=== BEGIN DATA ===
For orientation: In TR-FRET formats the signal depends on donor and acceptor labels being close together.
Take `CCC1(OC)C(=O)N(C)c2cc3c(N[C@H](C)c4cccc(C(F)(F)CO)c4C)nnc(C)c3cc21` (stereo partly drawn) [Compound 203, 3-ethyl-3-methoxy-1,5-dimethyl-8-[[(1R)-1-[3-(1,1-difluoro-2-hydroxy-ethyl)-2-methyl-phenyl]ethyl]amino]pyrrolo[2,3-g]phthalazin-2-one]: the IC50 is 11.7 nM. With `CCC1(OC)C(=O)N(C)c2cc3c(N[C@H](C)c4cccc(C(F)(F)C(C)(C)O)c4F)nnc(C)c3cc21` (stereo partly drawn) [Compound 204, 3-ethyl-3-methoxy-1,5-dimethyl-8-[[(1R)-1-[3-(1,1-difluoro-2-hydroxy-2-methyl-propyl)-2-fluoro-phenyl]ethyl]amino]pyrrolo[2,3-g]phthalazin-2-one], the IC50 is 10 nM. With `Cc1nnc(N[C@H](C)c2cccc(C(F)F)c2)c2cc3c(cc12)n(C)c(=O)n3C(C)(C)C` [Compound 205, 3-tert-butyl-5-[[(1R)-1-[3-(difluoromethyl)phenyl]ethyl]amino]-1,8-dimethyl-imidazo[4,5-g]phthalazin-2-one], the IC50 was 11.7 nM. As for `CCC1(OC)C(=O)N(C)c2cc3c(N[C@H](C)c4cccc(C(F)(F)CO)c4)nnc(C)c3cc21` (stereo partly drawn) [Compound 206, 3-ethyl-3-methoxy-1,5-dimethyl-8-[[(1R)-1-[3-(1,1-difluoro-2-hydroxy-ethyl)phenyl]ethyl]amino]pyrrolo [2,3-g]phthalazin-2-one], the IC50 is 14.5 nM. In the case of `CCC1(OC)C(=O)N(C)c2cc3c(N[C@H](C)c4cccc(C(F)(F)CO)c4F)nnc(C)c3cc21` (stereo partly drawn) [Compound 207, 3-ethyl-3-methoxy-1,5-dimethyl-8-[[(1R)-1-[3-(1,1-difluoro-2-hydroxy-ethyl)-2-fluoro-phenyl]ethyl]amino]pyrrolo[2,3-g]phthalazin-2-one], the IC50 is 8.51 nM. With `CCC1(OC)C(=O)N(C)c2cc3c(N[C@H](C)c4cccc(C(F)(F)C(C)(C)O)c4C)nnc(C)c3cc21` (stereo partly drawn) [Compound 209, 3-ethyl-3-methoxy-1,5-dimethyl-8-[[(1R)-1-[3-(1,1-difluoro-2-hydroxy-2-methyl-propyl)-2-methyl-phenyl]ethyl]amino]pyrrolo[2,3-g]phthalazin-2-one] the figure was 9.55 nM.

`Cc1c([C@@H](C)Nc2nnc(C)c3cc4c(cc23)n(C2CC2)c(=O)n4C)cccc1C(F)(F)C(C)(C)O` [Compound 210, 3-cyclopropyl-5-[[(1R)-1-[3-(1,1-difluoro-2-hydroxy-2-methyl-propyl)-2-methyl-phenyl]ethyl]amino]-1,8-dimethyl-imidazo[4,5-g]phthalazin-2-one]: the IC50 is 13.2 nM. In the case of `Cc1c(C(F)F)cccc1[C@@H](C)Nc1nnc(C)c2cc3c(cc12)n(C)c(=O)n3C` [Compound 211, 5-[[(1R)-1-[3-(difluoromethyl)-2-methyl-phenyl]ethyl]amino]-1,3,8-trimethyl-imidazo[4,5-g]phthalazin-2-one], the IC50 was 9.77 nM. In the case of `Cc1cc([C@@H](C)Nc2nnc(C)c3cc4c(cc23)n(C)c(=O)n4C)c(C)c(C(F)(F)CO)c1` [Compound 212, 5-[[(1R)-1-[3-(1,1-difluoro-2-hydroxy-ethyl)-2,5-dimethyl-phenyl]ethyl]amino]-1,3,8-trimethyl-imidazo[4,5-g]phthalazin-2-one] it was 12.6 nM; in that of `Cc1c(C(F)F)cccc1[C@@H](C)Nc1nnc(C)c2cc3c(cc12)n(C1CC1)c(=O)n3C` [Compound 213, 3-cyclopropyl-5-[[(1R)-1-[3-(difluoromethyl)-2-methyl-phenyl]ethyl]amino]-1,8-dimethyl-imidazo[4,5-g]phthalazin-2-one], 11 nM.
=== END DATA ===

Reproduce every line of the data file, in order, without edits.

For orientation: In TR-FRET formats the signal depends on donor and acceptor labels being close together.
Take `CCC1(OC)C(=O)N(C)c2cc3c(N[C@H](C)c4cccc(C(F)(F)CO)c4C)nnc(C)c3cc21` (stereo partly drawn) [Compound 203, 3-ethyl-3-methoxy-1,5-dimethyl-8-[[(1R)-1-[3-(1,1-difluoro-2-hydroxy-ethyl)-2-methyl-phenyl]ethyl]amino]pyrrolo[2,3-g]phthalazin-2-one]: the IC50 is 11.7 nM. With `CCC1(OC)C(=O)N(C)c2cc3c(N[C@H](C)c4cccc(C(F)(F)C(C)(C)O)c4F)nnc(C)c3cc21` (stereo partly drawn) [Compound 204, 3-ethyl-3-methoxy-1,5-dimethyl-8-[[(1R)-1-[3-(1,1-difluoro-2-hydroxy-2-methyl-propyl)-2-fluoro-phenyl]ethyl]amino]pyrrolo[2,3-g]phthalazin-2-one], the IC50 is 10 nM. With `Cc1nnc(N[C@H](C)c2cccc(C(F)F)c2)c2cc3c(cc12)n(C)c(=O)n3C(C)(C)C` [Compound 205, 3-tert-butyl-5-[[(1R)-1-[3-(difluoromethyl)phenyl]ethyl]amino]-1,8-dimethyl-imidazo[4,5-g]phthalazin-2-one], the IC50 was 11.7 nM. As for `CCC1(OC)C(=O)N(C)c2cc3c(N[C@H](C)c4cccc(C(F)(F)CO)c4)nnc(C)c3cc21` (stereo partly drawn) [Compound 206, 3-ethyl-3-methoxy-1,5-dimethyl-8-[[(1R)-1-[3-(1,1-difluoro-2-hydroxy-ethyl)phenyl]ethyl]amino]pyrrolo [2,3-g]phthalazin-2-one], the IC50 is 14.5 nM. In the case of `CCC1(OC)C(=O)N(C)c2cc3c(N[C@H](C)c4cccc(C(F)(F)CO)c4F)nnc(C)c3cc21` (stereo partly drawn) [Compound 207, 3-ethyl-3-methoxy-1,5-dimethyl-8-[[(1R)-1-[3-(1,1-difluoro-2-hydroxy-ethyl)-2-fluoro-phenyl]ethyl]amino]pyrrolo[2,3-g]phthalazin-2-one], the IC50 is 8.51 nM. With `CCC1(OC)C(=O)N(C)c2cc3c(N[C@H](C)c4cccc(C(F)(F)C(C)(C)O)c4C)nnc(C)c3cc21` (stereo partly drawn) [Compound 209, 3-ethyl-3-methoxy-1,5-dimethyl-8-[[(1R)-1-[3-(1,1-difluoro-2-hydroxy-2-methyl-propyl)-2-methyl-phenyl]ethyl]amino]pyrrolo[2,3-g]phthalazin-2-one] the figure was 9.55 nM.

`Cc1c([C@@H](C)Nc2nnc(C)c3cc4c(cc23)n(C2CC2)c(=O)n4C)cccc1C(F)(F)C(C)(C)O` [Compound 210, 3-cyclopropyl-5-[[(1R)-1-[3-(1,1-difluoro-2-hydroxy-2-methyl-propyl)-2-methyl-phenyl]ethyl]amino]-1,8-dimethyl-imidazo[4,5-g]phthalazin-2-one]: the IC50 is 13.2 nM. In the case of `Cc1c(C(F)F)cccc1[C@@H](C)Nc1nnc(C)c2cc3c(cc12)n(C)c(=O)n3C` [Compound 211, 5-[[(1R)-1-[3-(difluoromethyl)-2-methyl-phenyl]ethyl]amino]-1,3,8-trimethyl-imidazo[4,5-g]phthalazin-2-one], the IC50 was 9.77 nM. In the case of `Cc1cc([C@@H](C)Nc2nnc(C)c3cc4c(cc23)n(C)c(=O)n4C)c(C)c(C(F)(F)CO)c1` [Compound 212, 5-[[(1R)-1-[3-(1,1-difluoro-2-hydroxy-ethyl)-2,5-dimethyl-phenyl]ethyl]amino]-1,3,8-trimethyl-imidazo[4,5-g]phthalazin-2-one] it was 12.6 nM; in that of `Cc1c(C(F)F)cccc1[C@@H](C)Nc1nnc(C)c2cc3c(cc12)n(C1CC1)c(=O)n3C` [Compound 213, 3-cyclopropyl-5-[[(1R)-1-[3-(difluoromethyl)-2-methyl-phenyl]ethyl]amino]-1,8-dimethyl-imidazo[4,5-g]phthalazin-2-one], 11 nM.